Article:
Charles Martin's maturation as a writer is clearly evinced through stronger prose and interesting characterizations in his third novel, WHEN CRICKETS CRY.
Like his first two Southern-infused novels, THE DEAD DON'T DANCE and WRAPPED IN RAIN, this is an emotional read. Little Annie Stephens is in the second grade, but if she doesn't find a donor heart --- and a surgeon with a specific set of "miracle" skills to do the transplant work --- she'll never see third. To earn money for her transplant, she raises crickets for bait and runs a lemonade stand under the watchful eye of her Aunt Cindy, who is caring for her after her parents' death.
While selling lemonade, Annie meets the shabby-looking "Reese Mitch" (Jonathan Reese Mitchell), who lives on Lake Burton just hours from Atlanta. He grieves the loss of his wife Emma, his childhood sweetheart, whose dicey heart birthed his now abandoned career. It doesn't take too many pages before the reader figures out just what his former career was --- and what will be required of him if Annie is to live. But does Reese have the nerve and desire to use his gifts, and to learn to love again?
WHEN CRICKETS CRY is full of passages such as this: "That afternoon many of the pieces fell into place, and it struck me that doctors can help people get well, even prolong their lives but they cannot heal them or make them whole. That's something else." The brief depiction of Reese's relationship with Dr. Ezra Trainer will give the reader goosebumps, and there are plenty of specific details about the heart that readers will find informative. Also, there's a gorgeous scene where Reese takes a late-night bath in the old claw-footed iron tub he and Emma used to share that crackles with poignancy and love. Many readers will appreciate such straightforward wisdom as when Reese says, "All hearts stop, Annie. What matters is what you do with it when it's still pumping."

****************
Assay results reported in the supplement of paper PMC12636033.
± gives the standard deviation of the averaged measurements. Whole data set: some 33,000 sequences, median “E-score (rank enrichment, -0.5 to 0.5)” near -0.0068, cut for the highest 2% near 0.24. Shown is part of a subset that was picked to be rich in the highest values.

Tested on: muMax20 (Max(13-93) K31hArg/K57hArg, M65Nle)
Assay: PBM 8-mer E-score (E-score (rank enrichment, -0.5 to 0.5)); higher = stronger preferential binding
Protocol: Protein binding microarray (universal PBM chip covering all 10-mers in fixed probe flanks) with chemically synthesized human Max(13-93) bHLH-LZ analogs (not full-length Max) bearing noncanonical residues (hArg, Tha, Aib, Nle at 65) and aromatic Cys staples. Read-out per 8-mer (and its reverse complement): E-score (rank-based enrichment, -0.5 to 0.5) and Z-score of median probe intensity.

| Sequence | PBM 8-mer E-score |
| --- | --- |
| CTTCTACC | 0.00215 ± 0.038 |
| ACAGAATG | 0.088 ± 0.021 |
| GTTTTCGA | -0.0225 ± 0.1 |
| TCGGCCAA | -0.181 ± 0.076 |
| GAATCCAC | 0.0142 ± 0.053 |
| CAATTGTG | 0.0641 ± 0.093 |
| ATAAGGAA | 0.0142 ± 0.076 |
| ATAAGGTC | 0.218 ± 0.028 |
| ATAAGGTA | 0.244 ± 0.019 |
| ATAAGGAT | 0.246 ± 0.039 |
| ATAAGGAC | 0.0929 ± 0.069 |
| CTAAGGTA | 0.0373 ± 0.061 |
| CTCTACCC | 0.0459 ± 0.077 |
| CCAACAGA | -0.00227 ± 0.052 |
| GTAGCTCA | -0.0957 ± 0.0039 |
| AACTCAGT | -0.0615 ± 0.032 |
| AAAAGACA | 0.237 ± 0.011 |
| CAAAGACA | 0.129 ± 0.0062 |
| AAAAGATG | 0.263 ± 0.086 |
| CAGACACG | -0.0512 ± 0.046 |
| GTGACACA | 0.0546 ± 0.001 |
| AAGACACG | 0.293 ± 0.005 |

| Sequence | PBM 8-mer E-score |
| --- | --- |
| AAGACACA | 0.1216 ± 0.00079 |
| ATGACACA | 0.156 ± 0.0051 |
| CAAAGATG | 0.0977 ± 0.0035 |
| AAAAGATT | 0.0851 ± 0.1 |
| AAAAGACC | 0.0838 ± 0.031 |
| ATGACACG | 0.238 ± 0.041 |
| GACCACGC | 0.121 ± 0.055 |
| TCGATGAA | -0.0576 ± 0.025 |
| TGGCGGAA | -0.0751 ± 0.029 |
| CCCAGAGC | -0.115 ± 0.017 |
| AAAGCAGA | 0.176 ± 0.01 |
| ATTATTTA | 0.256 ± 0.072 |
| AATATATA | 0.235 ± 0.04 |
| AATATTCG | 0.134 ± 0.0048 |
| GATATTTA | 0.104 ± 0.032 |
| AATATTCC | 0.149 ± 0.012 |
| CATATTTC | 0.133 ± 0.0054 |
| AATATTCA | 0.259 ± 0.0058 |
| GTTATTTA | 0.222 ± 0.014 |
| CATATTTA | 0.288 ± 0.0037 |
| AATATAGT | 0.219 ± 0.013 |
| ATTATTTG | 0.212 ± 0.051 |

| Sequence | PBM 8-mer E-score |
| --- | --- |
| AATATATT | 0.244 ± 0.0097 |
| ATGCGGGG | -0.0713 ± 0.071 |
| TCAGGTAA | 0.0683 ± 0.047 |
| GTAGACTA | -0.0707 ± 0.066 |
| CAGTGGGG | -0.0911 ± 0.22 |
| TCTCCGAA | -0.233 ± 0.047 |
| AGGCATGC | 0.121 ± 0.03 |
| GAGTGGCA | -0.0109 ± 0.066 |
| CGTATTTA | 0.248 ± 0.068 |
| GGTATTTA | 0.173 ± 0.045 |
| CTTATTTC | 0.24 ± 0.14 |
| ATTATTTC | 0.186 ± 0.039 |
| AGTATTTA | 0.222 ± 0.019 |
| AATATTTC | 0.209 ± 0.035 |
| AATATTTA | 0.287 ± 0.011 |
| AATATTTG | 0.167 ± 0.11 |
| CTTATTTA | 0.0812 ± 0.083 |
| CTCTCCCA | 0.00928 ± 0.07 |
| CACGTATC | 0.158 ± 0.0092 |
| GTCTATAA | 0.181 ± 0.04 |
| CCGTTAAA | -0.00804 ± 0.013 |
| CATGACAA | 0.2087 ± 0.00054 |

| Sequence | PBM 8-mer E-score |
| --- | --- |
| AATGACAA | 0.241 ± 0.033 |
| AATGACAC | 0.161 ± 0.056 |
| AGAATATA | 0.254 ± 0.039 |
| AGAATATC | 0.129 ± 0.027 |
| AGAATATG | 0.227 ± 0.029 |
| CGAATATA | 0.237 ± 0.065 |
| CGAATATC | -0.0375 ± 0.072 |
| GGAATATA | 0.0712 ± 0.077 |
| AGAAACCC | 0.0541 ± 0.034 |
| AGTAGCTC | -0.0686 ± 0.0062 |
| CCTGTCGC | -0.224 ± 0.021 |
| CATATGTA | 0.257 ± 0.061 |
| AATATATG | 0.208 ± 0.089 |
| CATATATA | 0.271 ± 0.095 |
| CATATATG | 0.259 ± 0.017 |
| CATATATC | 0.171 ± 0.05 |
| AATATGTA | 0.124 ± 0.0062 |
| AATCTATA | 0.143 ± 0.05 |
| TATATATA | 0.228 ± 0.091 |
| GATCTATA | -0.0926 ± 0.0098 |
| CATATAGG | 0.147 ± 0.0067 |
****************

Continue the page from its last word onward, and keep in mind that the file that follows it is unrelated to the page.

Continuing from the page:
Martin's good descriptions are occasionally marred by overwriting (as this reviewer found in the prologue) and he sometimes succumbs to listing things rather than letting them be a natural part of the story. ("When it's not being run over by the Jet Ski crowd, the lake is home to migrating mallards, buffleheads, mergansers, and loons. Come springtime, cardinals, finch and mockingbirds.") These are great details, but they need more nuance. Also, flashback chapters might have been more clearly identified as such rather than letting the reader begin each chapter not knowing whether they are in the past or the present.
But these small problems do not detract from the sheer pleasure of the story. The characters are engaging --- from the unprepossessing "Termite" (Termidus Cain) to the haggard Cindy (who has echoes of the love interest in WRAPPED IN RAIN). Rich details and Martin's uncanny ability to unfold just the right amount of information a little at a time keep the pages turning. You can't help but be struck at Martin's talent for telling a story well as this one draws to its inevitable conclusion, with some surprising twists.
Reviewed by Cindy Crosby on January 24, 2011
When Crickets Cry